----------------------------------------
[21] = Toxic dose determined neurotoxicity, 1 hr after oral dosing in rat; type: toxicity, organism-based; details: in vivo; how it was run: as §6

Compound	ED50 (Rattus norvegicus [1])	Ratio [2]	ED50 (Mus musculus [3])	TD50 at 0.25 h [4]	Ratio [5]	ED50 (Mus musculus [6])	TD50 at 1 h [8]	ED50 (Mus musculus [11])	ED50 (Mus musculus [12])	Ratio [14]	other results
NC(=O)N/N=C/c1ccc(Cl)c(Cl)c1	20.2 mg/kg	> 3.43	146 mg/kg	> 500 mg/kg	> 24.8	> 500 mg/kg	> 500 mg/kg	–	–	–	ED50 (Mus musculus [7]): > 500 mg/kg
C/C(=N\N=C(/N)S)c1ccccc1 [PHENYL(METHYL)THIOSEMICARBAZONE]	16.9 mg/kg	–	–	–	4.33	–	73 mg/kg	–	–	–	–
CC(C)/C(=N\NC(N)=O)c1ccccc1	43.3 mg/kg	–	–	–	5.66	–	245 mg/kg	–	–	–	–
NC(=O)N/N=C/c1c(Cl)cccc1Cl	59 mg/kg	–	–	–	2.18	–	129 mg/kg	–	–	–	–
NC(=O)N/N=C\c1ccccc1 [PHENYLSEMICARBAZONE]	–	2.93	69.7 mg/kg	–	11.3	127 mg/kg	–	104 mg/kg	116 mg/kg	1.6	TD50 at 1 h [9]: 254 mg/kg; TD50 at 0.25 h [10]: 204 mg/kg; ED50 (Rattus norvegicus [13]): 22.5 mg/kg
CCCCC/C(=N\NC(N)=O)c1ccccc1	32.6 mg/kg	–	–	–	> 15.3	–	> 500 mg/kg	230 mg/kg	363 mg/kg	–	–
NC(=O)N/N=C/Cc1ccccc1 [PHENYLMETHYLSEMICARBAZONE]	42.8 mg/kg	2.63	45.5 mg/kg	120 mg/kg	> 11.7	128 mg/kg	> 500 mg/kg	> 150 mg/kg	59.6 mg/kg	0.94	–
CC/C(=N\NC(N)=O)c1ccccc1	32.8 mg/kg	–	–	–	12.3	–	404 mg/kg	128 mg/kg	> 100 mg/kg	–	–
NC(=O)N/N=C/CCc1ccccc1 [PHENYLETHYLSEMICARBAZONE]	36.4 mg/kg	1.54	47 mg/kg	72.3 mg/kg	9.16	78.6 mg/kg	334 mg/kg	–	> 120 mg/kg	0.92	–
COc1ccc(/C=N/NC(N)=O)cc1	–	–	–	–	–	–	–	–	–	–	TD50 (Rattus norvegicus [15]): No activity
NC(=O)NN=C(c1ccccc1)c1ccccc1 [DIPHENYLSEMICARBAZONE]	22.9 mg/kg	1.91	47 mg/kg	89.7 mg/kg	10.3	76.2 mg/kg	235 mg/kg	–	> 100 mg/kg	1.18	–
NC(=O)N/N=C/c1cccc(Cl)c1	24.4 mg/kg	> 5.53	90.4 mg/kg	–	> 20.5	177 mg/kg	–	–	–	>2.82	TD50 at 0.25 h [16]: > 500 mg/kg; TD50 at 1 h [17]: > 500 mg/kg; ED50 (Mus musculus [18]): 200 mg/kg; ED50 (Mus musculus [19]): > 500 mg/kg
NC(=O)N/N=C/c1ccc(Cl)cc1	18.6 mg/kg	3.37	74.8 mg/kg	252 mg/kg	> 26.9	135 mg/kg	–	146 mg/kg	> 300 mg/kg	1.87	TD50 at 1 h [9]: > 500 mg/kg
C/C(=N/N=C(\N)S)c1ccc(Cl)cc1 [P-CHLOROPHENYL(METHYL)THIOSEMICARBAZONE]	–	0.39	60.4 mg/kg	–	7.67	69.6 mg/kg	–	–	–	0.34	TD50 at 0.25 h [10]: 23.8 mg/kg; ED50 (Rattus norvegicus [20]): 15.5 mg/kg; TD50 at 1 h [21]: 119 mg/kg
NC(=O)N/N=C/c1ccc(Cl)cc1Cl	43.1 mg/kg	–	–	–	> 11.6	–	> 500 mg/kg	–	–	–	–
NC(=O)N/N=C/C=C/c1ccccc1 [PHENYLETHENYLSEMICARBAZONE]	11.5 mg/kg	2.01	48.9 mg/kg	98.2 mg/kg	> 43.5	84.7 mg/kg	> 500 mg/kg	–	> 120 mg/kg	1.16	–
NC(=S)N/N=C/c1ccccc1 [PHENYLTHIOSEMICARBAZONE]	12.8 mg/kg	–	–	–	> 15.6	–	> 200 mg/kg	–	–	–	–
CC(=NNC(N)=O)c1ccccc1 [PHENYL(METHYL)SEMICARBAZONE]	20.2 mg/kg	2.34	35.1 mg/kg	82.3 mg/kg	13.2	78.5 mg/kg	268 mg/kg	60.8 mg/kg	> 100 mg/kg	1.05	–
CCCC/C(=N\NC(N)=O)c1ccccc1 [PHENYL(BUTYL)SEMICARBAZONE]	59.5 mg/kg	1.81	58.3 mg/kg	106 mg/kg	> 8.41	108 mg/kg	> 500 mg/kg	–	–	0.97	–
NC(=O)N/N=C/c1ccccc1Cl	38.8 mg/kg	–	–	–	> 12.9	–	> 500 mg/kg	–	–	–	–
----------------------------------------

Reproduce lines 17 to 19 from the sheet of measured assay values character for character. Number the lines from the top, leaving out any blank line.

NC(=O)N/N=C/c1ccc(Cl)cc1Cl	43.1 mg/kg	–	–	–	> 11.6	–	> 500 mg/kg	–	–	–	–
NC(=O)N/N=C/C=C/c1ccccc1 [PHENYLETHENYLSEMICARBAZONE]	11.5 mg/kg	2.01	48.9 mg/kg	98.2 mg/kg	> 43.5	84.7 mg/kg	> 500 mg/kg	–	> 120 mg/kg	1.16	–
NC(=S)N/N=C/c1ccccc1 [PHENYLTHIOSEMICARBAZONE]	12.8 mg/kg	–	–	–	> 15.6	–	> 200 mg/kg	–	–	–	–